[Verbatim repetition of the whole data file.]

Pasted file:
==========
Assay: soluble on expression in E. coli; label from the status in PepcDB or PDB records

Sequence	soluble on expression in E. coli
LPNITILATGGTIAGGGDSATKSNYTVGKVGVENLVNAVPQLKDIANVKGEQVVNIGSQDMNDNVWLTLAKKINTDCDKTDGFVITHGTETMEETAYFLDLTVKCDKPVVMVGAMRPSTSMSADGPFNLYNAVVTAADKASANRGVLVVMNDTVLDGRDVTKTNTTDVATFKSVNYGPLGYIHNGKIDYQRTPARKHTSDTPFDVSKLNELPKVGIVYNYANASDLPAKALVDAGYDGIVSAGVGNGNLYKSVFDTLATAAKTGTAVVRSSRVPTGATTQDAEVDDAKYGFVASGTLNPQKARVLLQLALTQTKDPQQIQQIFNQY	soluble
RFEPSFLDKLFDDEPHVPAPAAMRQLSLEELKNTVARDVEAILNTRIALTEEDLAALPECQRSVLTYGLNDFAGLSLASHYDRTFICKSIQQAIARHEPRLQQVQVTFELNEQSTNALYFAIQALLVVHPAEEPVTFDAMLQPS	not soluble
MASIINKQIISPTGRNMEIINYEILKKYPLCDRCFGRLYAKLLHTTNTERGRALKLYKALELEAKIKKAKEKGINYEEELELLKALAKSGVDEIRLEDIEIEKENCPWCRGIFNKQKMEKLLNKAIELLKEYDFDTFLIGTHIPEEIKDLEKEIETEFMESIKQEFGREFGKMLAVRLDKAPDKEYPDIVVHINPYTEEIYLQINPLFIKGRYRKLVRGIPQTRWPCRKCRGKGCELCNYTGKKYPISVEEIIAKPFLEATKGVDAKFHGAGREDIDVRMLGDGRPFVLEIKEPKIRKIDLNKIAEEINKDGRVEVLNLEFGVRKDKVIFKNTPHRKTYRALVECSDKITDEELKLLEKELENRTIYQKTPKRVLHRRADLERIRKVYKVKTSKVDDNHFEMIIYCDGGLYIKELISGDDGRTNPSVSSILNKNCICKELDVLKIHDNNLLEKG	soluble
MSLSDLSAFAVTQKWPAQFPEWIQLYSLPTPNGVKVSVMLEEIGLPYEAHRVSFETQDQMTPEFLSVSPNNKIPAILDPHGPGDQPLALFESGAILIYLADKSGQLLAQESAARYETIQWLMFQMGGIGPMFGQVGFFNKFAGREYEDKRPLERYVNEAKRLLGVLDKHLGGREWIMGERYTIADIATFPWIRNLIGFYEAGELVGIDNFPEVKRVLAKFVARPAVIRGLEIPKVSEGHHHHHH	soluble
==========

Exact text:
Assay: soluble on expression in E. coli; label from the status in PepcDB or PDB records

Sequence	soluble on expression in E. coli
LPNITILATGGTIAGGGDSATKSNYTVGKVGVENLVNAVPQLKDIANVKGEQVVNIGSQDMNDNVWLTLAKKINTDCDKTDGFVITHGTETMEETAYFLDLTVKCDKPVVMVGAMRPSTSMSADGPFNLYNAVVTAADKASANRGVLVVMNDTVLDGRDVTKTNTTDVATFKSVNYGPLGYIHNGKIDYQRTPARKHTSDTPFDVSKLNELPKVGIVYNYANASDLPAKALVDAGYDGIVSAGVGNGNLYKSVFDTLATAAKTGTAVVRSSRVPTGATTQDAEVDDAKYGFVASGTLNPQKARVLLQLALTQTKDPQQIQQIFNQY	soluble
RFEPSFLDKLFDDEPHVPAPAAMRQLSLEELKNTVARDVEAILNTRIALTEEDLAALPECQRSVLTYGLNDFAGLSLASHYDRTFICKSIQQAIARHEPRLQQVQVTFELNEQSTNALYFAIQALLVVHPAEEPVTFDAMLQPS	not soluble
MASIINKQIISPTGRNMEIINYEILKKYPLCDRCFGRLYAKLLHTTNTERGRALKLYKALELEAKIKKAKEKGINYEEELELLKALAKSGVDEIRLEDIEIEKENCPWCRGIFNKQKMEKLLNKAIELLKEYDFDTFLIGTHIPEEIKDLEKEIETEFMESIKQEFGREFGKMLAVRLDKAPDKEYPDIVVHINPYTEEIYLQINPLFIKGRYRKLVRGIPQTRWPCRKCRGKGCELCNYTGKKYPISVEEIIAKPFLEATKGVDAKFHGAGREDIDVRMLGDGRPFVLEIKEPKIRKIDLNKIAEEINKDGRVEVLNLEFGVRKDKVIFKNTPHRKTYRALVECSDKITDEELKLLEKELENRTIYQKTPKRVLHRRADLERIRKVYKVKTSKVDDNHFEMIIYCDGGLYIKELISGDDGRTNPSVSSILNKNCICKELDVLKIHDNNLLEKG	soluble
MSLSDLSAFAVTQKWPAQFPEWIQLYSLPTPNGVKVSVMLEEIGLPYEAHRVSFETQDQMTPEFLSVSPNNKIPAILDPHGPGDQPLALFESGAILIYLADKSGQLLAQESAARYETIQWLMFQMGGIGPMFGQVGFFNKFAGREYEDKRPLERYVNEAKRLLGVLDKHLGGREWIMGERYTIADIATFPWIRNLIGFYEAGELVGIDNFPEVKRVLAKFVARPAVIRGLEIPKVSEGHHHHHH	soluble